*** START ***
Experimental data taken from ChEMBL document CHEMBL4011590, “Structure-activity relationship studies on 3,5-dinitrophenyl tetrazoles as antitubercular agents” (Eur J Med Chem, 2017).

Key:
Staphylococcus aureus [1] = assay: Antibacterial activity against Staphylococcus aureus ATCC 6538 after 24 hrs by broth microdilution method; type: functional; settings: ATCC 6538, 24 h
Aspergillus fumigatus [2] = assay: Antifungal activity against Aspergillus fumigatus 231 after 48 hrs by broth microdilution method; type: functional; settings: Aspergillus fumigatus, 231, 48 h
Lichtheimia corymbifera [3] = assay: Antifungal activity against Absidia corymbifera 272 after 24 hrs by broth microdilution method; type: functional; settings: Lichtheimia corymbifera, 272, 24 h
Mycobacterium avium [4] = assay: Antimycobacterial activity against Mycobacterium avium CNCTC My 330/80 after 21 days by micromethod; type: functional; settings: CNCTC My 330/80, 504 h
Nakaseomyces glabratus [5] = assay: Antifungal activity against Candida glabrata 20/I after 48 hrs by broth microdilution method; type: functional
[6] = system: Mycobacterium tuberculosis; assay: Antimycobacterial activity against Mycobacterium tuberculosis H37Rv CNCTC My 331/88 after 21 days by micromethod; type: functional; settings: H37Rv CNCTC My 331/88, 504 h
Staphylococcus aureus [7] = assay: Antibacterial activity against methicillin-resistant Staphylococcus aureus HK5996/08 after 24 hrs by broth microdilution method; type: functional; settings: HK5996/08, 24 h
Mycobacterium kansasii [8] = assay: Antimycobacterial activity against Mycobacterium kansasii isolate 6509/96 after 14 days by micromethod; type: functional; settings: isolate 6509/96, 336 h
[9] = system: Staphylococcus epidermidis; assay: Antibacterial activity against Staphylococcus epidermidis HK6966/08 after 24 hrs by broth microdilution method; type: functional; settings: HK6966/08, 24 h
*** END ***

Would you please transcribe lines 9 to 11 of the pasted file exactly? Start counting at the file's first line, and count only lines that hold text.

Staphylococcus aureus [7] = assay: Antibacterial activity against methicillin-resistant Staphylococcus aureus HK5996/08 after 24 hrs by broth microdilution method; type: functional; settings: HK5996/08, 24 h
Mycobacterium kansasii [8] = assay: Antimycobacterial activity against Mycobacterium kansasii isolate 6509/96 after 14 days by micromethod; type: functional; settings: isolate 6509/96, 336 h
[9] = system: Staphylococcus epidermidis; assay: Antibacterial activity against Staphylococcus epidermidis HK6966/08 after 24 hrs by broth microdilution method; type: functional; settings: HK6966/08, 24 h